New book: Among the Creationists, by Jason Rosenhouse
This looks like a great read: Among the Creationists: Dispatches from the Anti-Evolutionist Frontlines. Unfortunately, it'll take till March 2012 to get it, but keep your eye open for it, and take a look if you spot it in the future.
Forthcoming from Oxford University Press:
The book is partly a memoir of my experiences at various creationist conferences, partly an exploration of creationist thought and argumentation, and partly a broader discussion of issues related to science and religion. I'm pretty happy with how it came out, so hopefully readers will enjoy it.
Many of you may not know Jason Rosenhouse, author of EvolutionBlog. He's a bit of a low-key blogger, compared to someone like PZ Myers, but he makes up for it by being extremely sharp and insightful. When he weighs in on a topic, I've found he brings clarity and depth where a lot of others just go for the knee-jerk reaction or the superficial regurgitation of the latest bandwagon fad (mix enough metaphors there for ya?). Anyway, while my last sentence there might be a medley of mush, Rosenhouse's writing is as clear as his thinking.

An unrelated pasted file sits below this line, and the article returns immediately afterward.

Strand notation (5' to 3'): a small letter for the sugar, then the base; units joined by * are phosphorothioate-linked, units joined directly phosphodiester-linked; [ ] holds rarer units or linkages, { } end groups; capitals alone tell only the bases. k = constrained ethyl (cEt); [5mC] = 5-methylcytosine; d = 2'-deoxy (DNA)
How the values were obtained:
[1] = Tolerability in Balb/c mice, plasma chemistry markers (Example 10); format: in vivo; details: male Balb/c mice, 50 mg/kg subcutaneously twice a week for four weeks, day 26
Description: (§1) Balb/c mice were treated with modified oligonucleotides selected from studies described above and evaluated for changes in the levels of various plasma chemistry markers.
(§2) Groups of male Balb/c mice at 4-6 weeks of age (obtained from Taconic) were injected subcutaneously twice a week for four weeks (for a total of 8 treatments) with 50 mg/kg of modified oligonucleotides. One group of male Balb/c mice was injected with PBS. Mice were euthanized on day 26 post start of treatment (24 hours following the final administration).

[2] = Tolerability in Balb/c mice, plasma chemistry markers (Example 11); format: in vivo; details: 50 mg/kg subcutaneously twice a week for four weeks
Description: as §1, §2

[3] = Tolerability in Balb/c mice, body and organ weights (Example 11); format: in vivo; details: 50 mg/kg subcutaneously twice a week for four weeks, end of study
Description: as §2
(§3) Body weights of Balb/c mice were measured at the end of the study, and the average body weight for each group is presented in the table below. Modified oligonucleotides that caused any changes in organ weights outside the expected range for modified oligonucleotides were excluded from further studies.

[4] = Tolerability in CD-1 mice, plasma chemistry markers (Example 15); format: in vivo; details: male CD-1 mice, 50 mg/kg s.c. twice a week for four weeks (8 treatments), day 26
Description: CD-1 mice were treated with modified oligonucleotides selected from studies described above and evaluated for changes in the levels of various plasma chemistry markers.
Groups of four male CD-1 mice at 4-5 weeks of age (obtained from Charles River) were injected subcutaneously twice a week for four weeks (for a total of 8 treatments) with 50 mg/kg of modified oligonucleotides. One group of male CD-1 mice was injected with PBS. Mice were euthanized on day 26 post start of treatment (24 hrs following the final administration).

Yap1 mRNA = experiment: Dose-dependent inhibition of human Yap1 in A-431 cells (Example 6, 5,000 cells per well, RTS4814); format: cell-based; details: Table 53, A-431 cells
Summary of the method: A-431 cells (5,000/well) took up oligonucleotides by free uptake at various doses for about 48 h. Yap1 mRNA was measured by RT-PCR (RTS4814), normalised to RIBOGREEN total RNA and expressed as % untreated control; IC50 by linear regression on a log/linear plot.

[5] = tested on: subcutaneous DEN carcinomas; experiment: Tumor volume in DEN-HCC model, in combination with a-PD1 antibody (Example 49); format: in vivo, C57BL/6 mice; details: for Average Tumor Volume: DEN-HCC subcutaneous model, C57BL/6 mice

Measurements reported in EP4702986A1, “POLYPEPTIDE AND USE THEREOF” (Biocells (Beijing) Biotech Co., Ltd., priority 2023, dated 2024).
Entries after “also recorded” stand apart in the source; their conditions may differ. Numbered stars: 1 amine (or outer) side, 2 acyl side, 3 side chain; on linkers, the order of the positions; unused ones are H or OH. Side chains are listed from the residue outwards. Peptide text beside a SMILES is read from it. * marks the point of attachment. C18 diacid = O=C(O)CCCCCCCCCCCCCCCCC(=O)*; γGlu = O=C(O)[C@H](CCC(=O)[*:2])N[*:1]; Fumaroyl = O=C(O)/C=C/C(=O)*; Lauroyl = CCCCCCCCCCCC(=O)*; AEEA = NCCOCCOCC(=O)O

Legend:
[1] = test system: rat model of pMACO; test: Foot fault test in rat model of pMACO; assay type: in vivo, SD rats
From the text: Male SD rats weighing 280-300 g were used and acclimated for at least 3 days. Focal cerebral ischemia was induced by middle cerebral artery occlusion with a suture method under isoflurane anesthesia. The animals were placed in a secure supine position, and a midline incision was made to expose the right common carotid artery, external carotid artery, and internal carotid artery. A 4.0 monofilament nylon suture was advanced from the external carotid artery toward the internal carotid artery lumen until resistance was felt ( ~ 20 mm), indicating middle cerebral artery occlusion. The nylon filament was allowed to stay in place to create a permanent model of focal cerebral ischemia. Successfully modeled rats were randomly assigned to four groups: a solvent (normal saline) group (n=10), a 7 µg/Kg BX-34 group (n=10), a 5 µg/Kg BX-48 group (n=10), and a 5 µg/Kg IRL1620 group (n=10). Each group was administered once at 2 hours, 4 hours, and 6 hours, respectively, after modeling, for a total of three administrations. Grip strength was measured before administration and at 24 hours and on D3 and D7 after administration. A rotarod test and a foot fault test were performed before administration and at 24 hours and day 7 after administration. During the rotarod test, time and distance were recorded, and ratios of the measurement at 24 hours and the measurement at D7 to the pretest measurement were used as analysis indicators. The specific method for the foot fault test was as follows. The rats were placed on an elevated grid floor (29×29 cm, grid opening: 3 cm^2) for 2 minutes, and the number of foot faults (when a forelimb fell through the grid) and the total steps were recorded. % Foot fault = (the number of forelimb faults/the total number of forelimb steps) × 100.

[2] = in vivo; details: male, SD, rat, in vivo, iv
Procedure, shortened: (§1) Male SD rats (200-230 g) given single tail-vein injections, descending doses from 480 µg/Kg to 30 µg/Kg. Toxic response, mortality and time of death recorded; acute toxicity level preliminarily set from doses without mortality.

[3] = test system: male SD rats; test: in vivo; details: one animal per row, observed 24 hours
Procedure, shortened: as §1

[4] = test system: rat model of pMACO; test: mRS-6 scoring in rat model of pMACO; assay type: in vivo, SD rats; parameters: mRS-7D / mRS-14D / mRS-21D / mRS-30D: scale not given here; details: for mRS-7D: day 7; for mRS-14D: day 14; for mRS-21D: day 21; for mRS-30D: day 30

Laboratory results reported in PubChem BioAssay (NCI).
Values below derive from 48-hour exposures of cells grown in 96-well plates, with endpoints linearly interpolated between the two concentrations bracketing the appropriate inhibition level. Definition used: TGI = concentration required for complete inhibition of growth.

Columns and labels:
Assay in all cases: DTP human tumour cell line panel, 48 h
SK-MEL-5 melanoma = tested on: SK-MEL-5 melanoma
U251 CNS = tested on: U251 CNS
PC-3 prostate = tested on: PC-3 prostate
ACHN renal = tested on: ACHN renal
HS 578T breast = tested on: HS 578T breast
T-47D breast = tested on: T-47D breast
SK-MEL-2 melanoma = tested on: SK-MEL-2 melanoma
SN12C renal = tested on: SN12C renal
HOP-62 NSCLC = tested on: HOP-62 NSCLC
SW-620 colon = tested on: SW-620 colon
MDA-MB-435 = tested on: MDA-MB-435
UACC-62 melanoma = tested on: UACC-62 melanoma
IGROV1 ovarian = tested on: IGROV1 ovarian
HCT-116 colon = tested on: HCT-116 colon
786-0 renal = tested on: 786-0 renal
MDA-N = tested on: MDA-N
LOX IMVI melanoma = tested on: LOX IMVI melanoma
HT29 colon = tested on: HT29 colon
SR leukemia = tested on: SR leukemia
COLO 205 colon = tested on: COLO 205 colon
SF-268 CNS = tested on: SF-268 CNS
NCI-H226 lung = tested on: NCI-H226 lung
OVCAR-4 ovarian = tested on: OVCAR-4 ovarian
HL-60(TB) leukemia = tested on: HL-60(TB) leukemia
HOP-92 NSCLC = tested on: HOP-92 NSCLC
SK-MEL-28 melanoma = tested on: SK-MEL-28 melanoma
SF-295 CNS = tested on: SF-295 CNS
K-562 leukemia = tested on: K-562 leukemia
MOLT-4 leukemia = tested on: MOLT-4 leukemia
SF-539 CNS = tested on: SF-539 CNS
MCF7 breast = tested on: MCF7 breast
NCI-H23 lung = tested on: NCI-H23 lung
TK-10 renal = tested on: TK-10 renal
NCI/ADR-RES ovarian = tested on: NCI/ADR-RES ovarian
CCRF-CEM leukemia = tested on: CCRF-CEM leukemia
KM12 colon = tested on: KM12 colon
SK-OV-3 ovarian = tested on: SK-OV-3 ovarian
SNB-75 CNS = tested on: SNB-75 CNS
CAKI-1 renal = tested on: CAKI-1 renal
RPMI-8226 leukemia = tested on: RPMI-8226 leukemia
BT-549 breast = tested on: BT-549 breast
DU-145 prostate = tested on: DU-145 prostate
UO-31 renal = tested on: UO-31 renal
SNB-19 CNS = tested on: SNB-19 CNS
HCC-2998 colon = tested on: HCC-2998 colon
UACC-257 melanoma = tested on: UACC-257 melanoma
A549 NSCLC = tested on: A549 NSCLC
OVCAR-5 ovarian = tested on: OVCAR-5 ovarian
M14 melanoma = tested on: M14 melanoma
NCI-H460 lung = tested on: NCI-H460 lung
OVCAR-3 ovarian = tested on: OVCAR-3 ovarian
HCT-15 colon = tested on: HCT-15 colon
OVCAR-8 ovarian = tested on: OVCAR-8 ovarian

I'm looking forward to this one. Hope it gets noticed by the public at large. I like the title and cover. Sufficiently provocative that I think it might make a few waves. Let's hope so.
Here's an example of Jason Rosenhouse's take on What Does Original Sin Mean in the Light of Modern Science?
What Does Original Sin Mean in the Light of Modern Science?
One of the many problems modern science poses for Christianity is the question of how to understand original sin. The traditional teaching, which holds that Adam and Eve were the only humans on the planet when they were created on day six of Creation Week, that the ground was cursed and they were expelled from Eden as a result of a specific sin they committed, and that this corrupted state was in some way passed down to all future human beings, is no longer tenable. A variety of lines of evidence make it clear that the human population has always numbered in the thousands and certainly never dipped down to two. Moreover, evolution makes clear that humans arose through eons of natural selection. There was no moment of creation, and there was no state of primordial perfection for them to sully.